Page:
The insurance market in Florida has faced significant challenges, leading to increased rates and insurers withdrawing from the state. This situation was the result of several factors, including high litigation rates, reliance on reinsurance, and the impact of severe weather events. The good news is that reform is slowly correcting some of these factors.
Litigation and the Impact on Homeowners Insurance
According to The Florida Office of Insurance Regulation, Florida is unique in that it accounted for only 9% of the nation’s homeowners claims in 2022, but nearly 80% of homeowners insurance lawsuits. This disproportionate number of lawsuits has led to net underwriting losses for Florida’s homeowners’ insurers, exceeding $1 billion in both 2020 and 2021. The high litigation rates have contributed to a ‘hard’ insurance market, characterized by higher prices and reduced product availability. The situation has been exacerbated by legislation, with excessive and frivolous lawsuits increasing the cost of claims.
Reinsurance Costs and Material Prices
Florida’s insurance sector heavily relies on reinsurance due to the presence of small and medium-sized insurers that fill the gap left by larger national insurers. Reinsurance acts as a shock absorber for these companies, but the costs are high. To understand more about Reinsurance, read our previous post!
Additionally, the skyrocketing costs of raw materials and skilled labor have directly impacted repair and replacement expenses, contributing to the rise in insurance rates.
Withdrawal of Insurance Companies
Several major insurance companies, including Farmers Insurance and Bankers Insurance, have voluntarily withdrawn from the Florida market. This retreat is partly due to the high risk of hurricanes and other extreme weather events, such as Hurricane Ian in 2022, which resulted in significant insured losses. Many additional carriers have been tightening their underwriting requirements and non-renewing large portions of their clients in the hopes of preventing additional losses. The withdrawal of these companies, and strict underwriting, has led to a decrease in available coverage and an increase in premiums.
Efforts to Stabilize the Market
Over the past two years, Florida has made significant changes to its insurance regulations. These reforms aim to stabilize the insurance market, reduce excessive litigation, and promote fair practices for both insurers and policyholders.
Property Insurance Reforms
In 2022, Florida Governor Ron DeSantis signed Senate Bill 2A (SB 2A), which introduced sweeping changes to the state’s property insurance statutes. One of the key changes was the elimination of one-way attorney’s fees for property insurance litigation. This reform is expected to reduce the number of litigated claims, as both parties are now required to bear their own legal costs in disputes. SB 2A also introduced the Florida Optional Reinsurance Assistance (FORA) Program, which provides an optional hurricane reinsurance program for insurers at reasonable rates, funded by general revenue and premiums paid by insurers. This program is designed to address anticipated shortages in the reinsurance market.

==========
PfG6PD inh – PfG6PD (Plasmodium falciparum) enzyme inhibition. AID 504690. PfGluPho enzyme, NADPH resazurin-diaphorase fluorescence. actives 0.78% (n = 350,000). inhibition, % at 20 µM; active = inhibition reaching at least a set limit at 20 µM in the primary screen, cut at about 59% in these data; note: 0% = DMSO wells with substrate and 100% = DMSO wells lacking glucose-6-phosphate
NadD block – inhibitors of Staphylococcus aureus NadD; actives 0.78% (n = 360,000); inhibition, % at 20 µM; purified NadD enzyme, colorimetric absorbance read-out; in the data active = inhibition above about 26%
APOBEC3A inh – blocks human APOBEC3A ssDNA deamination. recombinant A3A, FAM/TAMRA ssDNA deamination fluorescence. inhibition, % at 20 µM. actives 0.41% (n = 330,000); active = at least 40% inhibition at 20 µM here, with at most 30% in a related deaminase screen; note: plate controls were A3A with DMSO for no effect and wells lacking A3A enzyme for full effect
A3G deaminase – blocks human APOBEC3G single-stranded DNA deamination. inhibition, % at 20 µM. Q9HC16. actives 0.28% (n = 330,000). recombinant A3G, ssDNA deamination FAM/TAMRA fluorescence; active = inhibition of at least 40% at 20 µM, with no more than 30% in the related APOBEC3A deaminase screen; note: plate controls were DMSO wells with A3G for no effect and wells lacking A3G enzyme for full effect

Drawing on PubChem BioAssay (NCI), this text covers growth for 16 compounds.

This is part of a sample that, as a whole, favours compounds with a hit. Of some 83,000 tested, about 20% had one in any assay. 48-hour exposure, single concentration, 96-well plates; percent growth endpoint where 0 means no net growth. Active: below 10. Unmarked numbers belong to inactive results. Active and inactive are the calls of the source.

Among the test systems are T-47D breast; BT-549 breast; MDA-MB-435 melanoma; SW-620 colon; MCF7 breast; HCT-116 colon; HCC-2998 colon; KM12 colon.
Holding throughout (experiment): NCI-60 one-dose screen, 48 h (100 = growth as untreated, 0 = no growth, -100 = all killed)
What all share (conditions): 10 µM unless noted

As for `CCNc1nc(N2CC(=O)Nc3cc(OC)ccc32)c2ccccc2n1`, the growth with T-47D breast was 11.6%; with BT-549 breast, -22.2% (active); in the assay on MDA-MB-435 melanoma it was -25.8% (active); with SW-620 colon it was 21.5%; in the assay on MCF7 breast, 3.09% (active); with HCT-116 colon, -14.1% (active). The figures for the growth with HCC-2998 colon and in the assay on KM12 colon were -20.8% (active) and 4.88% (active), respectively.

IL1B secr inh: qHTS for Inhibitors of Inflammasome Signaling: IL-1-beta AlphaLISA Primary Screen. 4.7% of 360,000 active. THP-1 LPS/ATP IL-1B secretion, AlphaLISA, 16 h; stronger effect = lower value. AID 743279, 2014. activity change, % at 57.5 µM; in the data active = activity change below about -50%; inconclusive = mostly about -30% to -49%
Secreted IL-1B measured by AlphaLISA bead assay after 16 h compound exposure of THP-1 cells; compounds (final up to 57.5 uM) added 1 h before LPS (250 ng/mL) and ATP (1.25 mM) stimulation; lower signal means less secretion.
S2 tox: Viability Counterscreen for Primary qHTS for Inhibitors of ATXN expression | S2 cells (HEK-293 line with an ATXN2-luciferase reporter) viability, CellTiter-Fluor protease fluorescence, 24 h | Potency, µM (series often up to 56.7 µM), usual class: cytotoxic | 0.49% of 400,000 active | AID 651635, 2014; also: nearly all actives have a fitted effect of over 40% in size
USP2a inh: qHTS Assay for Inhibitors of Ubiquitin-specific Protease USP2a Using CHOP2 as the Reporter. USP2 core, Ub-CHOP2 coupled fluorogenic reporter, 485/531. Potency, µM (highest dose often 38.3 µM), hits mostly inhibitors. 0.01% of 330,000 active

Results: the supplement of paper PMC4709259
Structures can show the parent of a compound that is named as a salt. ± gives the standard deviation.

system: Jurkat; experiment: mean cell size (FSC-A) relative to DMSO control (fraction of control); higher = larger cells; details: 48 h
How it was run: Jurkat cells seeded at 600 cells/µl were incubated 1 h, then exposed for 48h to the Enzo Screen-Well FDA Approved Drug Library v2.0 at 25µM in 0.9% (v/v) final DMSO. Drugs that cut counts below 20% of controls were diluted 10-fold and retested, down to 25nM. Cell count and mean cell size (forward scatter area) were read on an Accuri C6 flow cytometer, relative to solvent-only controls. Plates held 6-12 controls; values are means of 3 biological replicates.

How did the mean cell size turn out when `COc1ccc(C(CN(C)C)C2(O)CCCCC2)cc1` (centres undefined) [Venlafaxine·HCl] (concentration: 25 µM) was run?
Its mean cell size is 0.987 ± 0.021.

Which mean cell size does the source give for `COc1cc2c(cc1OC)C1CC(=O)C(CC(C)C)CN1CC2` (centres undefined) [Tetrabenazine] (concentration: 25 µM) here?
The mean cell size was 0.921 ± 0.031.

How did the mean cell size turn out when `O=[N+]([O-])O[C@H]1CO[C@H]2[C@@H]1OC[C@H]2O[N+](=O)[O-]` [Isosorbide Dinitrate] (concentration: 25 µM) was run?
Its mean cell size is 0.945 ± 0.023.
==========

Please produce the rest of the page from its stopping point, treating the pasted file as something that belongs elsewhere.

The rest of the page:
Another significant change was the reduction in the timeframe for policyholders to report claims and for insurers to pay or deny claims. Policyholders must now file a claim within one year of an incident, down from two years. This change is intended to help insurers more accurately determine the cause and extent of a claim and to ensure claims are adjusted more promptly.
In addition to the property insurance reforms, Florida has also enacted major tort reform laws, including House Bill 837 (HB 837), which went into effect in March 2023. These laws are intended to address abusive litigation practices and protect Florida consumers and businesses. The bill modifies the bad faith framework, eliminates one-way attorney’s fees and fee multipliers, and ensures that Floridians can’t be held liable for damages if the person suing is more at fault.
HB 837 introduced changes to Florida’s civil remedy statute, including a safe harbor for insurers, which insulates them from liability above their policy limits if they make their entire policy limits available within 90 days of receiving notice of competing claims exceeding the policy limits.
The bill also replaced Florida’s pure comparative negligence system with a modified comparative negligence system. Under this new system, a plaintiff can recover damages in proportion to the defendant’s percentage of responsibility only if the plaintiff bears 50 percent or less of the liability.
Impact on the Insurance Market
These reforms are part of a broader effort to stabilize Florida’s insurance market and reduce the burden on the taxpayer-backed plan. They have opened the door for primary carriers to enter or re-enter the Florida insurance market, promoting more competitive pricing on homeowners and commercial insurance.
However, despite these reforms, some analysts predict that home insurance costs in Florida are unlikely to fall due to rising inflation rates, reinsurance costs, and the effects of large storms hitting the state. Nonetheless, the reforms are expected to bring stability to the market and potentially prevent higher rate increases in the future.
The current state of the Florida insurance market is the result of a complex interplay of factors, including high litigation rates, reliance on reinsurance, the impact of severe weather, and recent legislative changes. While rates have been increasing and carriers have been pulling out, efforts to reform the market are ongoing, with some signs of stabilization and growth. It is a challenging time for the industry, but there is hope that these efforts will lead to a more stable and competitive market for Floridians.
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